THE FIFTH ELEMENT
DIRECTOR: LUC BESSON
CINEMATOGRAPHY: THIERRY ARBOGAST
MUSIC: ERIC SERRA
CAST: Bruce Willis, Gary Oldman, Milla Jovovich, Ian Holm, Chris Tucker, Luke Perry, Brion James
ONE WORD: The only thing missing is visits by superstars ... and make more fun of Hollywood!
This film is difficult to rate.. as a science fiction film, we could all fall sleep... as a serious love story discovered in the end, it is slow and too many excuses before they get it on.... as a satire on films that try to look futuristic and weird, welll.... that might make it more fun to watch.... but don't expect many meaningful things to happen in between, because there are not many.
The film, is a French version of a Monty Python film gone crazy, or a Terry Gilliam without the pointedness and themes that can be depressing at times. There really is not much that can be taken seriously in it, and the whole thing could be considered a satire on many levels, of American TV, with lines from many other movies. But it has its very good moments, like the way that music is implemented through out the whole film, which is very good, or some visual gags that pass right by our eyes, and we are not ready to stay with them, or acknowledge them.
Aside from all that, it is the story of a cab driver that finds himself involved in a chase for an alien, that is involved in another affair to save something or other, that is involved in ... that is mixed into ... that makes this whole film.. well, you don't go to see this thing for the ideas or the themes. You go to see it, for the great, fun, piece of fluff that it is. Don't forget that, and this film will be a lot of fun.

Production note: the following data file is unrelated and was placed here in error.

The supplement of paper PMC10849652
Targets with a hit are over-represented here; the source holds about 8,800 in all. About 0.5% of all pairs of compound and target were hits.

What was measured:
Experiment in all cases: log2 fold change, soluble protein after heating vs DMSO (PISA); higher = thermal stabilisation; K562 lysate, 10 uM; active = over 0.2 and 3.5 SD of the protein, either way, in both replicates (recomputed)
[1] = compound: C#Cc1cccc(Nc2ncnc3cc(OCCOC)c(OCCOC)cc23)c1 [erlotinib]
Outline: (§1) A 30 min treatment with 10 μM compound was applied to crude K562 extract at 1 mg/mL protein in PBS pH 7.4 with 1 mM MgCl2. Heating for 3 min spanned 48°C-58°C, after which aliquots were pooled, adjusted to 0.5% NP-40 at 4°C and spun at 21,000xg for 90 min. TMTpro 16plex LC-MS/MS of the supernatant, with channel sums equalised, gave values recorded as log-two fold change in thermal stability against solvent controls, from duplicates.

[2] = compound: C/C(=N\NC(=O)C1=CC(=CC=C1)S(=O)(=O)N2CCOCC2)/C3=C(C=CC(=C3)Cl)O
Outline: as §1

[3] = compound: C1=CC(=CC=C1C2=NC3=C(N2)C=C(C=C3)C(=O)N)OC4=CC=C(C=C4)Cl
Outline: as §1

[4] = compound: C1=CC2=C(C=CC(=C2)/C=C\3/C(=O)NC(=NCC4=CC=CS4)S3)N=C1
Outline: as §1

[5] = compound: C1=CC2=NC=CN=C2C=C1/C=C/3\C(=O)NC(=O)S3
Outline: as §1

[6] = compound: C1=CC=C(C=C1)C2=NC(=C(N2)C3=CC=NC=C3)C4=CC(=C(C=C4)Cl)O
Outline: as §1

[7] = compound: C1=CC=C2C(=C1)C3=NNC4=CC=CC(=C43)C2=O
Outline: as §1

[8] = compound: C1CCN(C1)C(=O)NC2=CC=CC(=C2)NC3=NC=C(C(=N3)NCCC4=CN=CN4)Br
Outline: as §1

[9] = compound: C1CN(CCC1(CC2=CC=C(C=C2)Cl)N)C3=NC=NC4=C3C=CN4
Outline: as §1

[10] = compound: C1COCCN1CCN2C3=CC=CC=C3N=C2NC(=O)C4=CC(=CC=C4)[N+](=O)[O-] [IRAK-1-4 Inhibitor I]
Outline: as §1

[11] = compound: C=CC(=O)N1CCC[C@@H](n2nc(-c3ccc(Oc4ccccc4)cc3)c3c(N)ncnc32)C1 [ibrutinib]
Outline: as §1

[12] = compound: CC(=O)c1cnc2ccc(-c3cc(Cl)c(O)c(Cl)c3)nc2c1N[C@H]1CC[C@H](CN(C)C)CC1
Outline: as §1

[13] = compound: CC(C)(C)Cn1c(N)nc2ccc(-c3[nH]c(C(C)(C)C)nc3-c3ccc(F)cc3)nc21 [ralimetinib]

But the real fun of this film is the total disrespect for any kind of liner, or logical idea, or human experience. Things just don't happen the way we are used to seeing them happen, and this makes the film rather unpredictable, and difficult to stay with. For loons, like this reviewer, this is a lot of fun. For others, who like action, this is all bass ackwards, and quite enjoyable.
One thing is clear in this film... someone knew what he wanted for any of the visual things and gags, and in this area the film stands out.. we never get the feeling that something is put somewhere just for fun, and that it does not fit in the area, and with the characters and people that we meet along the way. Credit for this should go to Luc Besson, who also wrote the story in the first place and spent a long time trying to make it to film.
I consider this on par with many of the works like "Brazil", or "City of Lost Children", or "Delicatessen"... I suppose that the major difference is that this one IS futuristic, where the others did not have to be. But it is not better than the insanity in those films, where the vision is very well defined and extremely well presented.
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